CreekPath Nabs Money, Veritas Exec

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CreekPath made a splash this week with the announcement of $22 million in new venture funding and the appointment of a former Veritas executive as its vice president of engineering.

CreekPath’s third round was funded by new investor Lehman Brothers Venture Partners and existing investors New Enterprise Associates, A.G. Edwards Capital, TeleSoft Partners and Sequel Partners. The storage operations management startup has raised $54 million to date.

The company also announced the appointment of Mark Sutter as vice president of engineering. Sutter was most recently in charge of development of storage, server, and cluster management products for the Veritas CommandCentral product line.

Not one to let storage editors rest, CreekPath also launched the CreekPath “Path to Value” solution, a combination of the CreekPath Storage Operations Management suite and a delivery methodology that helps enterprise customers quickly achieve business value from their storage infrastructure investments. The launch coincides with the latest release of the company’s CreekPath suite.

“I think the most impressive thing about this company is their execution,” says Nancy Hurley, senior analyst at Enterprise Strategy Group. “The management team has been very focused on targeting enterprise accounts, and have built not only a scalable, effective solution, but they have also built up a support team that makes sure users get the most out of their product and use its full capability. The solution is very strong, with a great deal of depth to help administrators reclaim capacity, automate provisioning tasks and more effectively manage their storage environment. But beyond that, CreekPath provides users with a plan to move to an automated environment, and will assist them every step of the way.”

The result, Hurley says, has been a number of “large-scale, high-dollar implementations,” and repeat business as users expand the amount of storage under management. “Their average initial deal is in the area of $750,000, with a great deal of repeat business, and that’s the kind of business that attracts VCs and high-level execs from the competition,” Hurley told Enterprise Storage Forum.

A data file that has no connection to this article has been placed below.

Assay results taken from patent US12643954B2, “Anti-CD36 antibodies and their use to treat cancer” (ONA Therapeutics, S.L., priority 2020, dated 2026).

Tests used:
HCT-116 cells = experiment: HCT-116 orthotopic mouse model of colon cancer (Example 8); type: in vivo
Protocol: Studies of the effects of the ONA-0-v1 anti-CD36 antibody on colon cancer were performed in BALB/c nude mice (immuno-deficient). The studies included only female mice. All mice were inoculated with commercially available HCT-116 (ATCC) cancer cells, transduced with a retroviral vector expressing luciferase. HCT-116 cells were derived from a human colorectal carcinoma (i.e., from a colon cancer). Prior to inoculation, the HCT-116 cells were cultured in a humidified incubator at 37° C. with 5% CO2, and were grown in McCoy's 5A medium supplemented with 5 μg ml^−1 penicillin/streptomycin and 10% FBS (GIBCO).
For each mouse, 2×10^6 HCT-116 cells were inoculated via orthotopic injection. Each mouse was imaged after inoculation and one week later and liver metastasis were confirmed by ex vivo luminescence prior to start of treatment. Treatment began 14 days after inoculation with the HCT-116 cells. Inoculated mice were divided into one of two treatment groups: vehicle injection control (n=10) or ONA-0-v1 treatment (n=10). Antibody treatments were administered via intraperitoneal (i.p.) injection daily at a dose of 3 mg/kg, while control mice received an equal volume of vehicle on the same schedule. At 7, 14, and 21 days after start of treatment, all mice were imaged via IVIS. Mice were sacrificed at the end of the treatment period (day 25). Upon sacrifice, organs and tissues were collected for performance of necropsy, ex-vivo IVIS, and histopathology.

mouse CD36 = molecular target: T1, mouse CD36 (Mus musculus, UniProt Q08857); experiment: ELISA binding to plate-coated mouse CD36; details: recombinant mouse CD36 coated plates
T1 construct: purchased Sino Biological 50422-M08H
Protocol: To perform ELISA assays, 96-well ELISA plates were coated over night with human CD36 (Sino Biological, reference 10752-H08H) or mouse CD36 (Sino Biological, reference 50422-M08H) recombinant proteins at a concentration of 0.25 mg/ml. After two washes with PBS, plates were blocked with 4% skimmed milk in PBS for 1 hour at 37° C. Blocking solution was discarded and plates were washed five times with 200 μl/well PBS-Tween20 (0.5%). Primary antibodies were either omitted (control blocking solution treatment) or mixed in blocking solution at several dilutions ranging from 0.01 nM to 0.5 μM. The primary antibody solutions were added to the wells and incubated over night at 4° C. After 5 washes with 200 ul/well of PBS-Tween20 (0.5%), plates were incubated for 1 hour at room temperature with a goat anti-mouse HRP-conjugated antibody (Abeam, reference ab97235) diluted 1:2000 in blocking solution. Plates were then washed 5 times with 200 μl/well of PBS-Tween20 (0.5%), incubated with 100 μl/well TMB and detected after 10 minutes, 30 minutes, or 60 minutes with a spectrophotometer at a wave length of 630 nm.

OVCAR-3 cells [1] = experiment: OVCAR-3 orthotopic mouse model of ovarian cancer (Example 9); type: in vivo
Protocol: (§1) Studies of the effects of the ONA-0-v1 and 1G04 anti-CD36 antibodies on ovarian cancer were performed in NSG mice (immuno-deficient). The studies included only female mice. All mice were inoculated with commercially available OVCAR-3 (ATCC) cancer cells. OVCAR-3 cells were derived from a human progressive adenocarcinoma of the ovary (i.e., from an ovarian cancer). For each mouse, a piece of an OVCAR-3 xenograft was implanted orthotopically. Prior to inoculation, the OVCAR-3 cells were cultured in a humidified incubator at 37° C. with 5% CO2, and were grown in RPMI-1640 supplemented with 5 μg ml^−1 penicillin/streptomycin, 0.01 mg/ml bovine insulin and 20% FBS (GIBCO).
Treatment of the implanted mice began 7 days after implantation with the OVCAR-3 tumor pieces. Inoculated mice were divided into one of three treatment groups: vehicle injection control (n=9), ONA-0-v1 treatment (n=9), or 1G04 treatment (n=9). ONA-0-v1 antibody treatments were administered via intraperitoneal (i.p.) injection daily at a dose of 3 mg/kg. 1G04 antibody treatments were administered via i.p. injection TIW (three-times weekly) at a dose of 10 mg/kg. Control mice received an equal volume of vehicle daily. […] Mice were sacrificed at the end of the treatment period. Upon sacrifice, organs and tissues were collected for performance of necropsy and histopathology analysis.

CreekPath CEO Dennis Grant says the company found that there was demand for services from its enterprise customer base, so it spent the last year developing a professional services team to help customers get the most out of their investment.

Grant says the company’s neutrality and software focus help it with customers because it has “no conflict” and no hardware to sell, and its ability to find and utilize “orphan storage” can delay new hardware purchases. “Our independence seems to work well,” he says.

CreekPath helps storage utilization by integrating discovery, visualization, reporting and management of storage resources to simplify and automate management tasks while improving return on investment and reducing total cost of ownership.

The Path to Value roadmap illustrates the technology and steps organizations should follow to take advantage of their storage solutions while achieving benefits and cost reductions as they move toward “business-driven storage supply chain management.”

Version 3.2 of the CreekPath suite adds a managed element dependency view that gives customers a view from any perspective. This allows clients to see interdependencies and relationships between all elements in the storage supply chain and provide on-the-spot troubleshooting, the company says.

CreekPath claims “the most extensive storage array and interconnect device support in the industry.” New in 3.2 is the discovery, visualization, monitoring and reporting on Sybase databases.

CreekPath is compliant with the existing Storage Management Initiative (SMI-S) specification. The company supplements the SMI interface with native APIs to expose features and capabilities of the installed storage elements.

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Paul Shread
Paul Shread
eSecurity Editor Paul Shread has covered nearly every aspect of enterprise technology in his 20+ years in IT journalism, including an award-winning series on software-defined data centers. He wrote a column on small business technology for, and covered financial markets for 10 years, from the dot-com boom and bust to the 2007-2009 financial crisis. He holds a market analyst certification.

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